The city got into the 101 Ash Street mess because elected officials either did not have all the facts, did not read all the documents, did not understand the consequences and implications of the documents, or did not get good legal advice. We must not make the same mistake again.
I was the first elected official to propose suspending lease payments. That will remain my position until all the pertinent facts have been made public, until the city is getting good legal advice on how best to move forward, and until the taxpayers are protected.
I voted “no” in closed session because the City Attorney is not being fully transparent, has personal political motives for covering up what actually transpired, and is not telling the Council everything a decision-maker should know in order to make the best decision for taxpayers, which includes public review of all the relevant documents.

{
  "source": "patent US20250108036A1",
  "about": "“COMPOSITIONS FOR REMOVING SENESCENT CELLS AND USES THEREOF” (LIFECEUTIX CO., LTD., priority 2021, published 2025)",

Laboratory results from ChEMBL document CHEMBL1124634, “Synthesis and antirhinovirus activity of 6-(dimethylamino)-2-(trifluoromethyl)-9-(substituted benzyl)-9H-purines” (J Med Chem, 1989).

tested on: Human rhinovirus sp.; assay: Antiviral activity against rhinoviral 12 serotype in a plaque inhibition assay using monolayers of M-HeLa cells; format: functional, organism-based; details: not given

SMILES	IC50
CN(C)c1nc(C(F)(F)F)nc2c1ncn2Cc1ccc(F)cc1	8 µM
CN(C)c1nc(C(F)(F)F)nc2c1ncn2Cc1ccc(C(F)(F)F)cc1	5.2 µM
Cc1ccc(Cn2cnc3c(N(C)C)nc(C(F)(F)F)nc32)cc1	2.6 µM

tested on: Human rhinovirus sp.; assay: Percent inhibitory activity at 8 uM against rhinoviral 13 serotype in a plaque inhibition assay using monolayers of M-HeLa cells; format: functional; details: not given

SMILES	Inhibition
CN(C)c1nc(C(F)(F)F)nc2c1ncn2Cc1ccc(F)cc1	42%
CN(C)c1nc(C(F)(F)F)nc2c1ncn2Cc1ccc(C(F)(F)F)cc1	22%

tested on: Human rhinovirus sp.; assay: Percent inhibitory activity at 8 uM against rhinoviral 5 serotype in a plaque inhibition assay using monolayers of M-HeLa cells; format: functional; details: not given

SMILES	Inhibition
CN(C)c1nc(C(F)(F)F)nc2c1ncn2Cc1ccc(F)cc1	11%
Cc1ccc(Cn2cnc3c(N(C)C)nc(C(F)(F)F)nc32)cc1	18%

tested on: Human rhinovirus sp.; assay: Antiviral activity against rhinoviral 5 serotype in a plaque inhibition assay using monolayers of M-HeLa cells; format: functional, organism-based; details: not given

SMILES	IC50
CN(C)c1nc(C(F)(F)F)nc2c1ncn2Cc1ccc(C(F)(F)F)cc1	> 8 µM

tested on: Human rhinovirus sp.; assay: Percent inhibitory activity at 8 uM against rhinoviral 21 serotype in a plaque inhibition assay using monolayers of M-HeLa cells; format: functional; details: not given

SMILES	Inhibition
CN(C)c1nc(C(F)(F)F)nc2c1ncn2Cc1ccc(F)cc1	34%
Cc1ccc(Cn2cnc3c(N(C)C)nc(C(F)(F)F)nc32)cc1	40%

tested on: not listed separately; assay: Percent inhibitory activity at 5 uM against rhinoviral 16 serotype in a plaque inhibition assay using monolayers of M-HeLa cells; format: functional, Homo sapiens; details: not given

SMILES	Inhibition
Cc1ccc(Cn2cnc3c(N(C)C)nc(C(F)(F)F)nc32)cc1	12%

If the complete public disclosure of documents related to this transaction shows misconduct by city officials, that would render the lease unenforceable and the taxpayers would be the beneficiaries. The sooner the misconduct is known, the sooner the litigation will come to an end and the taxpayers will stop incurring litigation-related expenses.
The only beneficiaries of the misconduct are the public officials who committed it, which explains their insistence on secrecy. The private lawyers are looking to delay a resolution so they can run up their bills. And if the documents show there was no misconduct, then the public should know that, too. Either way, the beneficiaries of full transparency, no matter what the documents show, are the taxpayers.
Unless and until the City Attorney provides the City Council with all legal memos, supporting documents, and other information essential to responsible, reasoned decision-making, I will continue to vote “no.”
Read the article on the UT HERE.